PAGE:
The 'Symphony' in different guises, this Prom opened with Britten’s Sinfonia da Requiem (1940) given maximum force and loudness at its outset, Edward Gardner maybe giving too much away too soon, and possibly unsettling the succeeding quiet music that was just a little tensionless and uncertain. But the ‘Lacrymosa’ rallied and built to emotional overspill and aggressive attack before falling away into the rampage of the ‘Dies irae’, given at thrilling speed but also creating some awkwardness in the execution. Best in this slow-fast-slow design was the ‘Requiem aeternam’, the music first drained of expression, but via some glowing and impassioned playing building to exorcism and acceptance.At the other end of the concert, Janáček’s five-movement Sinfonietta (1926), quite a regular for all its extravagance in the brass department – thirteen extra players, the latter collective including additional trumpets, bass trumpets and a couple of euphoniums that introduce the work with an audacious statement supplemented by hard-edged timpani. Gardner’s account of this remarkable music was not the last word in subtlety, vividness being to the fore, but it was also yielding and eloquence was found.
Furthermore Gardner had the knack of mining the material for all its considerable worth, packing much discovery into a relative shortness of time, and ensuring that when the opening music returns, now with orchestral brass as well – what you might call the tout ensemble (thank-you Kenneth Horne for that one) – there was a proper bronze boldness and temperature-raising frisson generated to cap what had gone before.
However it was the works that were fore and aft the interval that shone brightest. Following the break Carl Nielsen’s Flute Concerto (also 1926) found Welsh-born Emily Beynon, principal flute of the Royal Concertgebouw Orchestra, in sparkling form, thoroughly at home in Nielsen’s oblique but alluring world.
This two-movement Concerto – the first of only two that Nielsen managed to write, the other being for clarinet, his plan being five, one each for the members of the Copenhagen Wind Quintet – is full of delightful contrariness. Whether lyrical or dancing, humorous or tender, this mix of innocence and experience, of elegance and ribaldry – and not forgetting the interjectory shadows courtesy of other instruments, not least a trombone – come together successfully if left to their own devices.
That’s exactly what happened here in this marvel for flute and orchestra: Beynon was totally absorbed into the music – and played every twist, turn and mood-swing brilliantly – but she did not impose upon it, and the BBCSO and Gardner offered a spry and transparent accompaniment. Nielsen’s mastery of setting up of the unexpected was left as he intended, and those tunes race round my head as I type this review.
Which leaves Raymond Yiu’s also five-movement if running continuously Symphony (2015, the score printed as recently as August 19). There aren’t many works called Symphony involving a countertenor (which doesn’t mean there are none) and such-named works with voices begin with Beethoven 9 of course, continue with Berlioz, and were part and parcel of the outputs of such as Britten, Mahler and Shostakovich.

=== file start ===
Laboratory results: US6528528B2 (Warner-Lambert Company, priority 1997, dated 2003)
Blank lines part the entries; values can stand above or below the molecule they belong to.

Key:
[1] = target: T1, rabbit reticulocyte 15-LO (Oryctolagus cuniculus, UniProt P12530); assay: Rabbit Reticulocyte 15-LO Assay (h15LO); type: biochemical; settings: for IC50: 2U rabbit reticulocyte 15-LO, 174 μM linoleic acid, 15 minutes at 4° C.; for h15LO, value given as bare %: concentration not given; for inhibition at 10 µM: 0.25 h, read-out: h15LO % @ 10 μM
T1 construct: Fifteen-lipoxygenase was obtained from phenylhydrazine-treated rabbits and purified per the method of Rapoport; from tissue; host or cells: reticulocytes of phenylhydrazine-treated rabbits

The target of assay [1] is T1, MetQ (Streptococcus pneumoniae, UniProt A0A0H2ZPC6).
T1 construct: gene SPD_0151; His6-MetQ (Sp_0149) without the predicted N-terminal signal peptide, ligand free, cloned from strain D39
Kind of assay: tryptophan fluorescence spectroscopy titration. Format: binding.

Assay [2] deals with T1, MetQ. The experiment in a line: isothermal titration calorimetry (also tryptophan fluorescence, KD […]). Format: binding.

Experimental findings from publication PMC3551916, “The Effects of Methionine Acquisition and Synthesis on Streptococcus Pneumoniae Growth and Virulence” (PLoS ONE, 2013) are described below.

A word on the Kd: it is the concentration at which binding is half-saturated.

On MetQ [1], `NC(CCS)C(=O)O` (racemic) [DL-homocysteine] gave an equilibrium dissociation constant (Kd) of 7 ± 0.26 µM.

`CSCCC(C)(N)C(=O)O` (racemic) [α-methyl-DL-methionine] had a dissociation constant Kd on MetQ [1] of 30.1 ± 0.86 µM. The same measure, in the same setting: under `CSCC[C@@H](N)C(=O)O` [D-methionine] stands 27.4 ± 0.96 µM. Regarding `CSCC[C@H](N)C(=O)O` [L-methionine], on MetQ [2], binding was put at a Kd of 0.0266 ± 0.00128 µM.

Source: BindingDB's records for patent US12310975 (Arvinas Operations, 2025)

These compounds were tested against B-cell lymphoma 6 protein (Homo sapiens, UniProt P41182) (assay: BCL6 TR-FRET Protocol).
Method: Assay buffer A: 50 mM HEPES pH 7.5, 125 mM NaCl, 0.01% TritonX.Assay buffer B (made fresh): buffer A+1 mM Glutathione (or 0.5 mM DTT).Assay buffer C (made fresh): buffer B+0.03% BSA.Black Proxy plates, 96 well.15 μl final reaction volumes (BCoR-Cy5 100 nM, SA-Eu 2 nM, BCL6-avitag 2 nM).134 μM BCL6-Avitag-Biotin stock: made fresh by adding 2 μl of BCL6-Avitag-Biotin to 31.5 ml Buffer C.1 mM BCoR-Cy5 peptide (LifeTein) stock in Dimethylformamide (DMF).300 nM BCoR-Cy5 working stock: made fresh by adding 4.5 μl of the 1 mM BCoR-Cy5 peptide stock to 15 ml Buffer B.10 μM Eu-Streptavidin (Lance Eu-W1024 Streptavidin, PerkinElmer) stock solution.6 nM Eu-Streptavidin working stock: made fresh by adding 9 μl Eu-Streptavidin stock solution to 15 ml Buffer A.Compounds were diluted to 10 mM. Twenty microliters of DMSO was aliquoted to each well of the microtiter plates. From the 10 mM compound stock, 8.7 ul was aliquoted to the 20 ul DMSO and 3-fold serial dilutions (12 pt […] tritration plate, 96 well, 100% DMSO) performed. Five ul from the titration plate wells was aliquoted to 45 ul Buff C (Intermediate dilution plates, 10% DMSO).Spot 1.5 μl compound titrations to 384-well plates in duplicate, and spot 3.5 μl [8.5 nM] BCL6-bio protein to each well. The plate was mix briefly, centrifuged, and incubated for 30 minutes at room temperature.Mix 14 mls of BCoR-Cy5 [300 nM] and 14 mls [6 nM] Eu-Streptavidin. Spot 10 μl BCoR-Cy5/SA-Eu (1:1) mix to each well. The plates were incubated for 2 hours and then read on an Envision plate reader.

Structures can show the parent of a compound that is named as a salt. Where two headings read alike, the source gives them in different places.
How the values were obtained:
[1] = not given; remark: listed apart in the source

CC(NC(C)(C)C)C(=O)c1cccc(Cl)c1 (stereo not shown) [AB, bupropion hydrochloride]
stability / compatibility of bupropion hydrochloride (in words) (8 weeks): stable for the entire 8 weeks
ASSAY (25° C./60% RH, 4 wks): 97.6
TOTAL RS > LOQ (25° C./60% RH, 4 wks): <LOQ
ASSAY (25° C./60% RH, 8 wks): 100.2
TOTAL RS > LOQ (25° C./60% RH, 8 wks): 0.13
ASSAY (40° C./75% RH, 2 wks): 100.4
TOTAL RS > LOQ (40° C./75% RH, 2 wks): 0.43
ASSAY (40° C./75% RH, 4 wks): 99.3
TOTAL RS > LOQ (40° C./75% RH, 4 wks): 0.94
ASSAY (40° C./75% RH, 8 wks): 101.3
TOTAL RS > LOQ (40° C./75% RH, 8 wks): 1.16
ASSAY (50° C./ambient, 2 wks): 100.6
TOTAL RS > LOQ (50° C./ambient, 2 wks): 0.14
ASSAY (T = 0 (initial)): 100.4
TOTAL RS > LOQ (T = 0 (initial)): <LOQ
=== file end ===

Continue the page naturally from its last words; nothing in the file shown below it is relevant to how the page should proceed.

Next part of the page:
For his Symphony, Yiu has set texts by Walt Whitman, Constantine P. Cavafy, Thom Gunn and John Donne. His orchestra is not especially huge although woodwinds range from piccolo to contrabassoon and the percussion section embraces forty-plus instruments including “2 large pebbles (palm-sized)” although such a complement is not used gratuitously and requires only four players. Timpani is an addition, so too harp, piano and celesta.
For the 28 minutes that this premiere took, I was hooked and will be on the iPlayer to get more to grips with it. Suffice to say that I found Yiu’s kaleidoscopic scoring constantly painted pictures and beguiled the ears. I liked the inventive setting of the words and was wowed by Andrew Watts’s singing of them. In the first movement I was reminded of Tippett’s The Knot Garden (mostly because of the vocal writing) and in the second, for orchestra alone ‘Strong With Cadence Multiply Song’, Alice in Wonderland came to mind, a graceful waltz captivated, and some of the rhythms had me writing down “Cuban” (and, yes, I did think of George Gershwin); this is music of imagination and humour.
The remaining three movements all require the singer. The third blooms magically with wonderful colours and textures, the fourth conjures the nightclub, and got me thinking of Cleo Laine vocally and Malcolm Arnold in the orchestra (yet I am conscious that far darker feelings have inspired this particular section), while the Donne finale – evocative and ethereal, with echoes of Britten’s opera of A Midsummer Night’s Dream, some lustrous writing for violas and a solo for the contrabassoon – seems to win through to a definite sense of arrival so as to complete a personal and ingenious score that can justifiably be entitled Symphony.
I should now point out that my reaction to Yiu’s new work is somewhat out of kilter to Paul Griffiths’s programme note about it and also to the composer’s introduction for Classical Source (link below). But we all hear what we hear and make of things what we will. I hope that Raymond Yiu will find compensation in the fact that I really enjoyed and admire his Symphony and that I want to hear it again. I wonder if we may now have a release of Yiu’s orchestral music, to include Symphony and The London Citizen Exceedingly Injured. Edward Gardner and the BBCSO often appear on Chandos.